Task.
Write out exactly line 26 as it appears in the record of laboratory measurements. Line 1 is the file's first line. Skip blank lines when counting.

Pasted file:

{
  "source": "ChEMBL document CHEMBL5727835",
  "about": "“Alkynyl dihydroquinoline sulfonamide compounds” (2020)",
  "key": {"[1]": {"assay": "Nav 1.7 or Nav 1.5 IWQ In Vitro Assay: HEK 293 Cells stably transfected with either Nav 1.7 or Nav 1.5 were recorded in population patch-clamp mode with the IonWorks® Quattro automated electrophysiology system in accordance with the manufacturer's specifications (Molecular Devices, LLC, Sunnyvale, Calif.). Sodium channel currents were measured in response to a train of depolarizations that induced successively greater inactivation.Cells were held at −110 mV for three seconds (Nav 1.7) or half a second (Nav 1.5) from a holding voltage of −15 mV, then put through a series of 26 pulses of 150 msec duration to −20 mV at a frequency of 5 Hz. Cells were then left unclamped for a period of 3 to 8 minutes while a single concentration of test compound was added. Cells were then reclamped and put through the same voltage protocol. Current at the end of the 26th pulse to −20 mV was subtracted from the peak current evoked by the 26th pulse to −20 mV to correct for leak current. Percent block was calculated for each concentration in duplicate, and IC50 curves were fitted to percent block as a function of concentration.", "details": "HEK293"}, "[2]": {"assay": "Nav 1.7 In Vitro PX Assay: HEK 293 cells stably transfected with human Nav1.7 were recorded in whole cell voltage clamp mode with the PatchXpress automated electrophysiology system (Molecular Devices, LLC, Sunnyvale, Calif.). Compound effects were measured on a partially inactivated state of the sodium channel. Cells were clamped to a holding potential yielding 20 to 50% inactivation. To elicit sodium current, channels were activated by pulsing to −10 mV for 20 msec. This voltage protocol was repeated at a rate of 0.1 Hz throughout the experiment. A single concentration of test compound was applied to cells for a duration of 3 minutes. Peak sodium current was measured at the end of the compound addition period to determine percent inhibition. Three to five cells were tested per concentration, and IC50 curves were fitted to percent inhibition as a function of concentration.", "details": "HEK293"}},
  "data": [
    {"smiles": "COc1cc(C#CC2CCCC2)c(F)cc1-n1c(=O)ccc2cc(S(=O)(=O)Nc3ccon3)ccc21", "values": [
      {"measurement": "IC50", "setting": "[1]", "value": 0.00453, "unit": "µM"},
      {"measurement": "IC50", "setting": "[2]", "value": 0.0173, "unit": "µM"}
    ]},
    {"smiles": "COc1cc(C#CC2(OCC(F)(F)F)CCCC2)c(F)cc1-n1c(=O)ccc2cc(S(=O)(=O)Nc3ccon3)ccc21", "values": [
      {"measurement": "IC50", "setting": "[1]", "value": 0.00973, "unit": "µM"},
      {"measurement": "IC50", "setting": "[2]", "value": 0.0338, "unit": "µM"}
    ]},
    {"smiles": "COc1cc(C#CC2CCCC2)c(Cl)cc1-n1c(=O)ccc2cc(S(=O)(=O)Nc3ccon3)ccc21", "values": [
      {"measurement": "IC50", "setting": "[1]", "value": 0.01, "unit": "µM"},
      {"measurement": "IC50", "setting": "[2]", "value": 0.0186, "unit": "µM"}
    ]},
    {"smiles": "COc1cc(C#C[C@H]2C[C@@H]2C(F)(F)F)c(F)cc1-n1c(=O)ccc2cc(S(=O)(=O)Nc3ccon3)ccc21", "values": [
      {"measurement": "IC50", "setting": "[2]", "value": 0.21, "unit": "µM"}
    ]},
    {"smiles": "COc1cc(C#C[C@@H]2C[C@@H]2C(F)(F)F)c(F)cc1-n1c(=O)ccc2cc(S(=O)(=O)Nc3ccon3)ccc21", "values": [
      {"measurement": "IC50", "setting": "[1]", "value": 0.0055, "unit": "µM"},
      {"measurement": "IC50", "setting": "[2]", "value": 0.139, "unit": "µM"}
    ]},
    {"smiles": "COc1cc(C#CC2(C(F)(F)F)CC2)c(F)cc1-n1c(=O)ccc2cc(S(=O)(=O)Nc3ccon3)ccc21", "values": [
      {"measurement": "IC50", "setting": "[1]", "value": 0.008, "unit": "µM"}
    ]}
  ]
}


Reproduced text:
      {"measurement": "IC50", "setting": "[1]", "value": 0.008, "unit": "µM"}